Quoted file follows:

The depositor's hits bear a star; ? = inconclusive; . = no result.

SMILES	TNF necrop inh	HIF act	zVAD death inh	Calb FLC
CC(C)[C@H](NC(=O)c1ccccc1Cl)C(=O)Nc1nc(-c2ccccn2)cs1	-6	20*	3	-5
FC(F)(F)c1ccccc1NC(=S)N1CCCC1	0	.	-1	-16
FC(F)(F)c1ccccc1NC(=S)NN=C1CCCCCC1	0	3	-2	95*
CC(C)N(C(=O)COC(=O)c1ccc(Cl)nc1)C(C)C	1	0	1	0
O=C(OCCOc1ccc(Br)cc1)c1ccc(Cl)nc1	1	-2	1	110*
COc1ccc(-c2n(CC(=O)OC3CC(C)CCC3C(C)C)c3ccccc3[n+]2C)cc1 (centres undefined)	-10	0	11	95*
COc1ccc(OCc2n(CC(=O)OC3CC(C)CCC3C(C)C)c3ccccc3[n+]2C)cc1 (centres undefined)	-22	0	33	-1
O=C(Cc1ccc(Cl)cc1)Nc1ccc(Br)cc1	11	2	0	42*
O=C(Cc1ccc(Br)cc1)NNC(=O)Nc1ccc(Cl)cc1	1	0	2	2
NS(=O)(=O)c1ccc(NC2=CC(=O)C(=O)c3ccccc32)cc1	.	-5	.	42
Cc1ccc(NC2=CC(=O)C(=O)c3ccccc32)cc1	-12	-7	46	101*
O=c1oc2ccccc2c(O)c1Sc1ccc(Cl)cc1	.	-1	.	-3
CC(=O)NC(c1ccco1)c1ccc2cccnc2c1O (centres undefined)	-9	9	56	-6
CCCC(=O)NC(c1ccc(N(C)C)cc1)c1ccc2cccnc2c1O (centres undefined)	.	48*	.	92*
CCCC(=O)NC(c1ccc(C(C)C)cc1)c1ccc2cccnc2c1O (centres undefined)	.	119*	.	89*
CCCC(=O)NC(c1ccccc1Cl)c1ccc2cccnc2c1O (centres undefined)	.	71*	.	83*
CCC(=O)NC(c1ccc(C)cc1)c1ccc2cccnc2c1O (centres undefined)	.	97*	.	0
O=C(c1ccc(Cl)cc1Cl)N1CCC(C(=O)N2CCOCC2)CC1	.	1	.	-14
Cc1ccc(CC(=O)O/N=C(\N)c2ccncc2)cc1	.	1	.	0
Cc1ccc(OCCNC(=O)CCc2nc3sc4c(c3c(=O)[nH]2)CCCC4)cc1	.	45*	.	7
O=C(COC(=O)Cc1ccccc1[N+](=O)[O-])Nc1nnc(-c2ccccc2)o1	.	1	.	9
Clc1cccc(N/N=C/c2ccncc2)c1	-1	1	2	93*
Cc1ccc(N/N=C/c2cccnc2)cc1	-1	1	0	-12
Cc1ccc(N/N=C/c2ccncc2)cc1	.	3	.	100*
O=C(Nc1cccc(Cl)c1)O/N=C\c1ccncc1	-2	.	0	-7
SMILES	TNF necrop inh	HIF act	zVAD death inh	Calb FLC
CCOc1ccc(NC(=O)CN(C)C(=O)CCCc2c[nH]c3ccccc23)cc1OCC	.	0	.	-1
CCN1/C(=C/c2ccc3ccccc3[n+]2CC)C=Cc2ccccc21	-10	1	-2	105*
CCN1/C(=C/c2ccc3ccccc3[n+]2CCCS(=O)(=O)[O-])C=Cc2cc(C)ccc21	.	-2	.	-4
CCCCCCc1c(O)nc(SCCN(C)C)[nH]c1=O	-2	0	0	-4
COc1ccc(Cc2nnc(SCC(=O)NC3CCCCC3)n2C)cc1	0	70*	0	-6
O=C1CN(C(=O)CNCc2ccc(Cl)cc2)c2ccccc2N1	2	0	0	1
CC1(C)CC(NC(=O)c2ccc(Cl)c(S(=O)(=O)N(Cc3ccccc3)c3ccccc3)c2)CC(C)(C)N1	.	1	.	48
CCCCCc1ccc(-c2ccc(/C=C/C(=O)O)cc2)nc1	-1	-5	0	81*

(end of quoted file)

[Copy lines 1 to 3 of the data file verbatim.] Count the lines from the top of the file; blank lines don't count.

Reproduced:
The depositor's hits bear a star; ? = inconclusive; . = no result.

SMILES	TNF necrop inh	HIF act	zVAD death inh	Calb FLC
CC(C)[C@H](NC(=O)c1ccccc1Cl)C(=O)Nc1nc(-c2ccccn2)cs1	-6	20*	3	-5